A:

Liquidity refers to how easy it is to buy and sell shares without seeing a change in price. If, for example, you bought stock ABC at $10 and sold it immediately at $10, then the market for that particular stock would be perfectly liquid. If instead you were unable to sell it at all, the market would be perfectly illiquid. Both of these situations rarely occur, so we generally find the market for a particular stock somewhere in between these two extremes.

The bid-ask spread and volume of a particular stock are closely interlinked and play a significant role in the liquidity. The bid is the highest price investors are willing to pay for a stock, while the ask is the lowest price at which investors are willing to sell a stock. Because these two prices must meet in order for a transaction to occur, consistently large bid-ask spreads imply a low volume for the stock while consistently small bid-ask spreads imply high volume.

For example, a bid of $10 and an ask of $11 for stock ABC is a fairly large spread, meaning the buyer and seller are far apart. No transactions can take place until the buyer and seller agree on price. Should this large bid-ask spread continue, few transactions would occur and volume levels would be low, implying poor liquidity: either the bid or ask price (or both) would have to move for a transaction to take place. On the other hand, a bid of $10 and an ask of $10.05 for stock ABC would imply that the buyer and seller are very close to agreeing on a price. As a result, the transaction is likely to occur sooner and, if these prices continued, the liquidity for stock ABC would be high.

However, liquidity is more of a qualitative measure, meaning there is no one quantity of stock volume that can tell us how liquid an investment is.

(For more on the bid-ask spread, read our article Why the Bid/Ask Spread Is So Important.)

RELATED FAQS
  1. What types of stocks have a small difference between bid and ask prices?

    Learn more about bid-ask spreads and why stocks with high levels of liquidity and low levels of volatility usually have narrow ... Read Answer >>
  2. What are the determinants of a stock's bid-ask spread?

    Stock exchanges are set up to assist brokers and other specialists in coordinating bid and ask prices. The bid price is the ... Read Answer >>
  3. How do I use the bid-ask spread to evaluate whether I should buy a particular stock?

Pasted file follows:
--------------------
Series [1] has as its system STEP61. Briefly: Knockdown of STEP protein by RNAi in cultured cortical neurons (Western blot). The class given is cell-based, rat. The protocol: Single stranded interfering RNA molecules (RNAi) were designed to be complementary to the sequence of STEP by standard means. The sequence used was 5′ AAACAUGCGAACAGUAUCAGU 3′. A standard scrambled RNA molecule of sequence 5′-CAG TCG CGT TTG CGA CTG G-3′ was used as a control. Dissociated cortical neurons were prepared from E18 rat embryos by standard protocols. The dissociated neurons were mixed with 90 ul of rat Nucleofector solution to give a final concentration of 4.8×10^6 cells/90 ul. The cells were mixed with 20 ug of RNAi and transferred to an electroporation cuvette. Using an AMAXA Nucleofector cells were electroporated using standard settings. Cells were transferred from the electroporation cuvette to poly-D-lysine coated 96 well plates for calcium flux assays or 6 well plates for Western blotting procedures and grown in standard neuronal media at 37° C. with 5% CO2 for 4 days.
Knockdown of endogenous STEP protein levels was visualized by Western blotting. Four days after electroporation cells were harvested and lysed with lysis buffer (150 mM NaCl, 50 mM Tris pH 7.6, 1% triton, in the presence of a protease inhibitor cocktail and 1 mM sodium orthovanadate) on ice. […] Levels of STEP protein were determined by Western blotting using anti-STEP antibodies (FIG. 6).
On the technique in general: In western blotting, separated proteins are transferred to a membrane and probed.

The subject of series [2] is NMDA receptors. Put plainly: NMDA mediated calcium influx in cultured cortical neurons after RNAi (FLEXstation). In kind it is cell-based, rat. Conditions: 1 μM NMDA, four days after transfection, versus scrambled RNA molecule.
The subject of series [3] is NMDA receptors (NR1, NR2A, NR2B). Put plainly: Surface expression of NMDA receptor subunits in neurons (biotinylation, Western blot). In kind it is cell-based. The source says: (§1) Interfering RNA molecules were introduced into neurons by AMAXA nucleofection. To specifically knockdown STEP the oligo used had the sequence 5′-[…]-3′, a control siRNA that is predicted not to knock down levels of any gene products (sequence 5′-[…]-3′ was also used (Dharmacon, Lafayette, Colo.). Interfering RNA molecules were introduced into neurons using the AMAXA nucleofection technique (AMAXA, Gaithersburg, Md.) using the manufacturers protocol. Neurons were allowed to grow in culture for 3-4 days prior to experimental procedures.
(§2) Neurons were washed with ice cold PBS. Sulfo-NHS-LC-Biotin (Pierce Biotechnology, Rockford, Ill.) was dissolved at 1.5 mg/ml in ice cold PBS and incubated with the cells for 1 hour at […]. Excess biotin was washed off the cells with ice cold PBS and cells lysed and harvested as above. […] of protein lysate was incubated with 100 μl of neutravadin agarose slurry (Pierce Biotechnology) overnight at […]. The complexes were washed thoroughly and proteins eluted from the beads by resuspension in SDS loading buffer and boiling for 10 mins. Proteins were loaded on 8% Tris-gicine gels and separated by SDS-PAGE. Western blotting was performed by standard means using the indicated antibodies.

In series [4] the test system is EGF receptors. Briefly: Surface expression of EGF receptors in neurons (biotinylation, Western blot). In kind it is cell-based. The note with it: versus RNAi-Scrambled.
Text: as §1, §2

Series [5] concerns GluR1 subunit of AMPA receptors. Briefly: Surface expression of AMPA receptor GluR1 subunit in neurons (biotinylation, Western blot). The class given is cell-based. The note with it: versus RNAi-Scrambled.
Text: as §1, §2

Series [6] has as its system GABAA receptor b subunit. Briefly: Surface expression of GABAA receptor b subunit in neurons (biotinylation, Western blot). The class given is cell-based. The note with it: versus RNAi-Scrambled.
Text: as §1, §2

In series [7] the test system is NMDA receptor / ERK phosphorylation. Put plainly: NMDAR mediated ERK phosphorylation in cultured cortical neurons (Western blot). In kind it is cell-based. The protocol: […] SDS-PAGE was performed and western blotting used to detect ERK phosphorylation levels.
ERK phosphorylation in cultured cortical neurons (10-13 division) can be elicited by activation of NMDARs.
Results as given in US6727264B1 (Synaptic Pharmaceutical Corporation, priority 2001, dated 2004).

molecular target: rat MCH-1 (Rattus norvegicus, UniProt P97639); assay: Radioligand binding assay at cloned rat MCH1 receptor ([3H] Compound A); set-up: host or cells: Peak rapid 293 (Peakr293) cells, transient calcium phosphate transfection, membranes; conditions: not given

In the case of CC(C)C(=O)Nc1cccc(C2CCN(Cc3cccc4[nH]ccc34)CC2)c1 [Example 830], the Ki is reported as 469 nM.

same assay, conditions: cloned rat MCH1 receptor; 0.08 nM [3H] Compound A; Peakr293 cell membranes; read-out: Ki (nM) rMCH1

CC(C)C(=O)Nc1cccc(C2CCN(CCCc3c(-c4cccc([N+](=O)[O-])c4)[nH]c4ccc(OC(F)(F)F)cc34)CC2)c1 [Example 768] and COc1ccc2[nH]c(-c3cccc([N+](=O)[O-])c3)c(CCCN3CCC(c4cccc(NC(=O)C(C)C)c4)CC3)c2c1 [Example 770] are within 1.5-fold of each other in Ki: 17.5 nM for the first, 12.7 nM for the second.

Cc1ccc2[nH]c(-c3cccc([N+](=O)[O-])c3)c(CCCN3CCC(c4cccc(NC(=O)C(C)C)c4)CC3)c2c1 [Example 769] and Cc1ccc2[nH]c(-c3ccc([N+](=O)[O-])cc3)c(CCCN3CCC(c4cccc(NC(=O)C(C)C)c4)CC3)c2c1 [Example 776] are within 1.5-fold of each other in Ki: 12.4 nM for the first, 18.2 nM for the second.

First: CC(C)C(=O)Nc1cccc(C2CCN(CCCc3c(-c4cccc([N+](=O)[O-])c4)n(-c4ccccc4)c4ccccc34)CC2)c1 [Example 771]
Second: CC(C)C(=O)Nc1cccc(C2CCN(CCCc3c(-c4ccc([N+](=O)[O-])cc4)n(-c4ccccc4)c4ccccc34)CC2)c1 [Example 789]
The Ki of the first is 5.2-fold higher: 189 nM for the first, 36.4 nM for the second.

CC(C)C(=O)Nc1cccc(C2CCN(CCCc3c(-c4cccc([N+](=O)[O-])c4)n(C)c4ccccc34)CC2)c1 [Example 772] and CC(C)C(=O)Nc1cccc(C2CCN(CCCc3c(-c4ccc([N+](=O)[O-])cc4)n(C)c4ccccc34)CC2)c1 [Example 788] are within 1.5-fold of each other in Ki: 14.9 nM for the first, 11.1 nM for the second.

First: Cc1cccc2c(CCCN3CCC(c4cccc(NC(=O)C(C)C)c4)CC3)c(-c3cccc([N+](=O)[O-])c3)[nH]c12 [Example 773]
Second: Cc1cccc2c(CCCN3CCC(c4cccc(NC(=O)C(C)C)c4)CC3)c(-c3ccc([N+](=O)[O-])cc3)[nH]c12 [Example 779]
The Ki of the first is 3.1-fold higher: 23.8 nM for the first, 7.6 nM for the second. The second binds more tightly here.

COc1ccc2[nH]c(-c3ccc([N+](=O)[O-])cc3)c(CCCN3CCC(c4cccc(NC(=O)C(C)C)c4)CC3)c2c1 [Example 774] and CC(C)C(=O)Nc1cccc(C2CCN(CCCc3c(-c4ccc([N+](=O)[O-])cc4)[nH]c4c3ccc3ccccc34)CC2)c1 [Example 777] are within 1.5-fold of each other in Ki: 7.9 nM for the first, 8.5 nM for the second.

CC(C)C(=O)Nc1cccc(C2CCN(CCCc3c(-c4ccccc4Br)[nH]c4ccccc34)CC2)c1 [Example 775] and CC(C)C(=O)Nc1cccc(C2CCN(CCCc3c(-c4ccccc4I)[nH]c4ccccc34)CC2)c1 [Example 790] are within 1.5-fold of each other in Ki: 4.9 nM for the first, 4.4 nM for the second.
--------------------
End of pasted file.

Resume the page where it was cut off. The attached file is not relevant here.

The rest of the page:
Understand the significance of the bid-ask spread for investors in making a decision on whether or not to purchase a particular ... Read Answer >>
  4. What does the variance between the bid and ask price of a stock mean?

    Find out how stocks are traded in the market, why the bid and ask prices are different and why the bid-ask spread is smallest ... Read Answer >>
  5. How do I use a limit order in conjunction with a bid-ask spread?

    Understand the concept of the bid-ask spread as it applies to trading and how it impacts the pricing of limit orders used ... Read Answer >>
Related Articles
  1. Investing

    Understanding Liquidity Risk

    Learn about the two types of liquidity risk: funding liquidity risk and market liquidity risk.
  2. Investing

    What Does Bid And Asked Mean?

    Bid and asked is a two-way price quotation.
  3. Investing

    Penny Stocks

    Learn more about this cheap stock and how its high risk nature, large bid-ask spreads and lack of liquidity may not make it the most wise investment.
  4. Trading

    The Basics Of The Bid-Ask Spread

    The bid-ask spread is essentially a negotiation in progress. To be successful, traders must be willing to take a stand and walk away in the bid-ask process through limit orders.
  5. Insights

    What is Liquidity Risk?

    Liquidity risk is the risk of being unable to sell an asset fast enough to avoid loss.
  6. Investing

    Is a Stock's Trade Volume Important?

    Stock volume is easy to calculate but understanding its importance is a little more involved. Take the time because it's a worthwhile investing tool.
  7. Investing

    Understanding Financial Liquidity

    Understanding how this measure works in the market can help keep your finances afloat.
  8. Investing

    What is Spread?

    Spread has several slightly different meanings depending on the context. Generally, spread refers to the difference between two comparable measures.
RELATED TERMS
  1. Bid-Ask Spread

    The amount by which the ask price exceeds the bid. This is essentially ...
  2. Dollar Volume Liquidity

    A stock or exchange-traded fund's share price times its average ...
  3. Price Continuity

    A characteristic of a liquid market where the price movements ...
  4. Price Tension

    The phenomenon by which the seller of a particular good, service ...
  5. Ask

    The price a seller is willing to accept for a security, also ...
  6. Liquidity Risk

    The risk stemming from the lack of marketability of an investment ...
Hot Definitions
  1. Price Elasticity Of Demand

    A measure of the relationship between a change in the quantity demanded of a particular good and a change in its price. Price ...
  2. Market Capitalization

    The total dollar market value of all of a company's outstanding shares. Market capitalization is calculated by multiplying ...
  3. Frexit

    Frexit – short for "French exit" – is a French spinoff of the term Brexit, which emerged when the United Kingdom voted to ...
  4. Stop-Limit Order

    An order placed with a broker that combines the features of stop order with those of a limit order. A stop-limit order will ...
  5. Down Round

    A round of financing where investors purchase stock from a company at a lower valuation than the valuation placed upon the ...
  6. Keynesian Economics

    An economic theory of total spending in the economy and its effects on output and inflation. Keynesian economics was developed ...
Trading Center